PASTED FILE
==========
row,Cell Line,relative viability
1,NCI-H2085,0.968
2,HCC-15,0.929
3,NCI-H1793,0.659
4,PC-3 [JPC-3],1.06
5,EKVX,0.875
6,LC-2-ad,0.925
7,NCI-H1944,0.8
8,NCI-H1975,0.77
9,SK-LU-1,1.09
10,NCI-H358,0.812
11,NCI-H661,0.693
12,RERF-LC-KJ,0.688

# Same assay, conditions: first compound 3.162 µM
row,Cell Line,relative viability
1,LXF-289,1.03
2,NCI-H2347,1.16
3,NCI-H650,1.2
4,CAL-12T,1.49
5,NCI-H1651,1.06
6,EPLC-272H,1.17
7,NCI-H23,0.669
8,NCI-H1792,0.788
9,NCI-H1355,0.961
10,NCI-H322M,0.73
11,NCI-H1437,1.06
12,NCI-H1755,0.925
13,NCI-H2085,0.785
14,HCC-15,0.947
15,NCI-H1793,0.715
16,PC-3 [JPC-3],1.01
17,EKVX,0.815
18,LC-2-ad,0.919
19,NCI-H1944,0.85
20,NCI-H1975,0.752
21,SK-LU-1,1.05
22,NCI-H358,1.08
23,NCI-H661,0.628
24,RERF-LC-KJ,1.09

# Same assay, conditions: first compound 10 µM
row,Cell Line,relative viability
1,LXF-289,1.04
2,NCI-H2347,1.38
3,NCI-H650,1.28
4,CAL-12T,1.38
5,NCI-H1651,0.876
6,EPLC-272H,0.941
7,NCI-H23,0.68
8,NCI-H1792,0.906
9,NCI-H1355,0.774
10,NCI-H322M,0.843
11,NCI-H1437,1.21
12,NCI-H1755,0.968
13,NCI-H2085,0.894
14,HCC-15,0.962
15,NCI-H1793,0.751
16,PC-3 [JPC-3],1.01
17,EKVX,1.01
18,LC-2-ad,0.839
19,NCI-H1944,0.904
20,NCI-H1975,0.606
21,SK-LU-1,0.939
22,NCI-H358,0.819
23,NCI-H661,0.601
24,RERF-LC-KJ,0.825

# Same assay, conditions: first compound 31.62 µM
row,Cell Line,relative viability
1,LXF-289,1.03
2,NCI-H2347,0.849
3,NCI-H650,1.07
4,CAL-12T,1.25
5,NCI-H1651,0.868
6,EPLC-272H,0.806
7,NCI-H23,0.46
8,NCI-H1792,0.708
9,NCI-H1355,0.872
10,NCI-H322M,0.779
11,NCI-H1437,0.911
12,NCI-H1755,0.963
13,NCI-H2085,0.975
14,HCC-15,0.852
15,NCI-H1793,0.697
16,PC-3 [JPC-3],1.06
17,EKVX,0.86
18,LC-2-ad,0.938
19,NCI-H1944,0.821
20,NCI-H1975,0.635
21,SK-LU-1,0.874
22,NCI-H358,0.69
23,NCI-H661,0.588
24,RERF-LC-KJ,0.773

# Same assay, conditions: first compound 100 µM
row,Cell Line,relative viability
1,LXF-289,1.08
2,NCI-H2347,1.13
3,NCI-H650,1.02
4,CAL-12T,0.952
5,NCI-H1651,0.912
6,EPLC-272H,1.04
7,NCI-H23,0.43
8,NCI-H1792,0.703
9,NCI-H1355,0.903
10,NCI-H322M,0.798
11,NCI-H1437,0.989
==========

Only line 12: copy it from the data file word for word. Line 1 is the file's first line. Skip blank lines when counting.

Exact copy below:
11,NCI-H661,0.693